Honey... Honey... Lion!

Honey... Honey... Lion!

by Jan Brett

Paperback(Reprint)

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Overview

The African plains provide a stunning environment for Jan Brett's latest animal adventure. For as long as anyone can remember, the honeyguide bird and the African honey badger have been partners when it comes to honey:Honeyguide finds the honeycomb, Badger breaks it open, and they share the sweetness inside.

But this day, Badger keeps all the honey for himself. Foolish Badger!

In no time, Honeyguide leads Badger on a fast chase. Badger thinks it's for honey; but Honeyguide has a surprise waiting for her greedy friend.

As they swim across a pond, push through a thicket of reeds, leap over a huge anthill, a menagerie of exotic animals passes the news along in a kind of animal Bush Telegraph. Finally Badger faces a lift-the-flap page, revealing the twist that teaches Badger a lesson. Can you guess who's under that flap?

Honey . . . Honey . . . Lion! will surely become a family favorite for readers of all ages.

Product Details

ISBN-13: 9780147513526
Publisher: Penguin Young Readers Group
Publication date: 05/15/2014
Edition description: Reprint
Pages: 40
Sales rank: 127,926
Product dimensions: 8.80(w) x 10.80(h) x 0.20(d)
Lexile: 710L (what's this?)
Age Range: 4 - 8 Years

About the Author

With over thirty four million books in print, Jan Brett is one of the nation's foremost author illustrators of children's books. Jan lives in a seacoast town in Massachusetts, close to where she grew up. During the summer her family moves to a home in the Berkshire Hills of Massachusetts.

As a child, Jan Brett decided to be an illustrator and spent many hours reading and drawing. She says, "I remember the special quiet of rainy days when I felt that I could enter the pages of my beautiful picture books. Now I try to recreate that feeling of believing that the imaginary place I'm drawing really exists. The detail in my work helps to convince me, and I hope others as well, that such places might be real."

As a student at the Boston Museum School, she spent hours in the Museum of Fine Arts. "It was overwhelming to see the room-size landscapes and towering stone sculptures, and then moments later to refocus on delicately embroidered kimonos and ancient porcelain," she says. "I'm delighted and surprised when fragments of these beautiful images come back to me in my painting."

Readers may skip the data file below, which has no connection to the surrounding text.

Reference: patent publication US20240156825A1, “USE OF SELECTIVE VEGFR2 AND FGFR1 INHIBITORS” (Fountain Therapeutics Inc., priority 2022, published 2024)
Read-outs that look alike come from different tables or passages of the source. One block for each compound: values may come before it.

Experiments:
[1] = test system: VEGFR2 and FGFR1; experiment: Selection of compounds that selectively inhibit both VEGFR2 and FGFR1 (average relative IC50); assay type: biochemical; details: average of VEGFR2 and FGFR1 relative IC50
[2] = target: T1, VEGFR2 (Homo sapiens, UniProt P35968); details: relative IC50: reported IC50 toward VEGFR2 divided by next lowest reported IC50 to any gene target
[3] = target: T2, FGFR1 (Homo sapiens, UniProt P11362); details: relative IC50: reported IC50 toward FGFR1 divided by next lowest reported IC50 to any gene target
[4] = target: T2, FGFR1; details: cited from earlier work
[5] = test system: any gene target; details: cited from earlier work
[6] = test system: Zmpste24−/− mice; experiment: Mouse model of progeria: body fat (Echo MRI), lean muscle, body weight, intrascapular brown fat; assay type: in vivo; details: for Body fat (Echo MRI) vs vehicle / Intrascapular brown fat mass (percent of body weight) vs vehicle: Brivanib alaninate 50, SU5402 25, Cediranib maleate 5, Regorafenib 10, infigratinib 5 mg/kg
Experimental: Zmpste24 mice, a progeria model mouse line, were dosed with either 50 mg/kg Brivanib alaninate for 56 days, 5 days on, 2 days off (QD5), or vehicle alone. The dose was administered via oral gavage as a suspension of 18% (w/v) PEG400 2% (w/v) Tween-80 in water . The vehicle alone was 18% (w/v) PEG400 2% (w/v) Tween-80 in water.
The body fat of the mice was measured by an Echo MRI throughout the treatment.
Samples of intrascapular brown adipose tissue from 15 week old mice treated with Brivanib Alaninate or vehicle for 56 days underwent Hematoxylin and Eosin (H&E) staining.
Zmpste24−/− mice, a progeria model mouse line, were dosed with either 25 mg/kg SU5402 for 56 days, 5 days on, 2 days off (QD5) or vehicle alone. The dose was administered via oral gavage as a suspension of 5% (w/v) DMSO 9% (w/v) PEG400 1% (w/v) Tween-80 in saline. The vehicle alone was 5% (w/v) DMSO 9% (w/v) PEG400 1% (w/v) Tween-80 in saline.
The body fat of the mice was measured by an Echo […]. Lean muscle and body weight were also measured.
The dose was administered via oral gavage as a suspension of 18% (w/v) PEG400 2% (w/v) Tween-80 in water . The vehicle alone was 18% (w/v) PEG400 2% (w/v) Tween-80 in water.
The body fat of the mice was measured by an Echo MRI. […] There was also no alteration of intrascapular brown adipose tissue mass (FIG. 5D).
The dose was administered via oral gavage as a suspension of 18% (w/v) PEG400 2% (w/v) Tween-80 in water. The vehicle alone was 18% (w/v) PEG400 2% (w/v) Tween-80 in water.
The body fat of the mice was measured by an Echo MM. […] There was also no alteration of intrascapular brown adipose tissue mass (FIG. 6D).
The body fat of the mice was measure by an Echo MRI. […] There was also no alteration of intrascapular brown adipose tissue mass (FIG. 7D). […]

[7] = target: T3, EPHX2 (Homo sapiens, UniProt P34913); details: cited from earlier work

Travel is also a constant inspiration. Together with her husband, Joe Hearne, who is a member of the Boston Symphony Orchestra, Jan visits many different countries where she researches the architecture and costumes that appear in her work. "From cave paintings to Norwegian sleighs, to Japanese gardens, I study the traditions of the many countries I visit and use them as a starting point for my children's books."

With over thirty four million books in print, Jan Brett is one of the nation's foremost author illustrators of children's books. Jan lives in a seacoast town in Massachusetts, close to where she grew up. During the summer her family moves to a home in the Berkshire Hills of Massachusetts.

As a child, Jan Brett decided to be an illustrator and spent many hours reading and drawing. She says, "I remember the special quiet of rainy days when I felt that I could enter the pages of my beautiful picture books. Now I try to recreate that feeling of believing that the imaginary place I'm drawing really exists. The detail in my work helps to convince me, and I hope others as well, that such places might be real."

As a student at the Boston Museum School, she spent hours in the Museum of Fine Arts. "It was overwhelming to see the room-size landscapes and towering stone sculptures, and then moments later to refocus on delicately embroidered kimonos and ancient porcelain," she says. "I'm delighted and surprised when fragments of these beautiful images come back to me in my painting."

Travel is also a constant inspiration. Together with her husband, Joe Hearne, who is a member of the Boston Symphony Orchestra, Jan visits many different countries where she researches the architecture and costumes that appear in her work. "From cave paintings to Norwegian sleighs, to Japanese gardens, I study the traditions of the many countries I visit and use them as a starting point for my children's books."

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Honey... Honey... Lion! 4 out of 5 based on 0 ratings. 8 reviews.
ericarhenry on LibraryThing More than 1 year ago